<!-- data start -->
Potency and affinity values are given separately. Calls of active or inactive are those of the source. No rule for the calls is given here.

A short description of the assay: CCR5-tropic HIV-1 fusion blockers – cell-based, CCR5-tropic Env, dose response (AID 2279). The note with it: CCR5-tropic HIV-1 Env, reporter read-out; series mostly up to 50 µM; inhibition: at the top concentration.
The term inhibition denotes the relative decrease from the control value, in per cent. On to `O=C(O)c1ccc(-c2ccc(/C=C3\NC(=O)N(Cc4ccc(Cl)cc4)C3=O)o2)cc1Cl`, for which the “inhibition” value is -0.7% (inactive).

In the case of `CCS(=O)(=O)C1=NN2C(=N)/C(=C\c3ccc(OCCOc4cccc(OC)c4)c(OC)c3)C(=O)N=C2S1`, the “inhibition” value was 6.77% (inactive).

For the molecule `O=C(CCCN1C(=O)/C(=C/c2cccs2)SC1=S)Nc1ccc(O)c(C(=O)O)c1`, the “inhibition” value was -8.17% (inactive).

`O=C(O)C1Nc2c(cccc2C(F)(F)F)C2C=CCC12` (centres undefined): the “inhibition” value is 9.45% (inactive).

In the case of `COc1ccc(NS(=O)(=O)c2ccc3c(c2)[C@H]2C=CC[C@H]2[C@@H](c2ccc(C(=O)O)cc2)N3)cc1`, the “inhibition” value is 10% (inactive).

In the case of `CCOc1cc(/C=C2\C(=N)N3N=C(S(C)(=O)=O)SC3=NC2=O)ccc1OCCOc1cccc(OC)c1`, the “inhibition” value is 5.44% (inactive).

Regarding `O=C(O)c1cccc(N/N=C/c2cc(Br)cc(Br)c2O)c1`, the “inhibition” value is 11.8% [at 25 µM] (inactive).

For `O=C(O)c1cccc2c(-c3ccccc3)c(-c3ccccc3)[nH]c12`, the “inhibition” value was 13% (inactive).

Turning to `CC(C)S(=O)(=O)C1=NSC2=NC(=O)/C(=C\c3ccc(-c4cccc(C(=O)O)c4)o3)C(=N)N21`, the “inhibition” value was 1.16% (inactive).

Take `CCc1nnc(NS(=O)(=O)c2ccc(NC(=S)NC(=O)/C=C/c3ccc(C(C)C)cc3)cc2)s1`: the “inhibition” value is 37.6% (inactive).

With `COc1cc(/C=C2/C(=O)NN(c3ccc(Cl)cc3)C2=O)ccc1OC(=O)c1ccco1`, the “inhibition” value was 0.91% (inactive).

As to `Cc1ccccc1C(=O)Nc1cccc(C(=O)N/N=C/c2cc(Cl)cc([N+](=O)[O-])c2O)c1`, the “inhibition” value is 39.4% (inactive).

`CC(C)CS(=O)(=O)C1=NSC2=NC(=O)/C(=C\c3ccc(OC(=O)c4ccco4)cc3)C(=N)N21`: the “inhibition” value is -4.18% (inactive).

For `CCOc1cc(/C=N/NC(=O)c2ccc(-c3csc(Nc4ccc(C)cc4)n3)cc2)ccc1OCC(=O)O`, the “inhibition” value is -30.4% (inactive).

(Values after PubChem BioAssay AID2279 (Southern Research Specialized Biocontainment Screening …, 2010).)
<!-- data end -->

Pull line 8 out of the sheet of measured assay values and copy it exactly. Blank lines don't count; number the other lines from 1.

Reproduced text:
In the case of `CCOc1cc(/C=C2\C(=N)N3N=C(S(C)(=O)=O)SC3=NC2=O)ccc1OCCOc1cccc(OC)c1`, the “inhibition” value is 5.44% (inactive).